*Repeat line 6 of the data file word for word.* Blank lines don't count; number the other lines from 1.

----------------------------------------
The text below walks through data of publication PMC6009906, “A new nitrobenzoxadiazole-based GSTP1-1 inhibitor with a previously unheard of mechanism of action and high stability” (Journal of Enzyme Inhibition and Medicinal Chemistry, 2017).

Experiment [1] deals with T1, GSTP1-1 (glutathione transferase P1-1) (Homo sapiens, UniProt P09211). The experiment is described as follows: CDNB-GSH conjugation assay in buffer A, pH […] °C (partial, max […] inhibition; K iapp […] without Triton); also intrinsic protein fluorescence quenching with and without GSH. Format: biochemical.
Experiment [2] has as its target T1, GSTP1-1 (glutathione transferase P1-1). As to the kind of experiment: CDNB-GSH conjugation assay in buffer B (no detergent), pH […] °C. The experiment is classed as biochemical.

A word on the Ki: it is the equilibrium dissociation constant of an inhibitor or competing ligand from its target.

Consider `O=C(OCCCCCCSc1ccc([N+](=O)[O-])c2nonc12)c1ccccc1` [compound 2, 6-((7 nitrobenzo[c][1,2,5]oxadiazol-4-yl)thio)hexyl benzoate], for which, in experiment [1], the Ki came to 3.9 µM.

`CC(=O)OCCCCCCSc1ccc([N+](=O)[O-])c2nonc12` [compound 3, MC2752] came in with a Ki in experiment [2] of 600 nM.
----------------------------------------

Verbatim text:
`CC(=O)OCCCCCCSc1ccc([N+](=O)[O-])c2nonc12` [compound 3, MC2752] came in with a Ki in experiment [2] of 600 nM.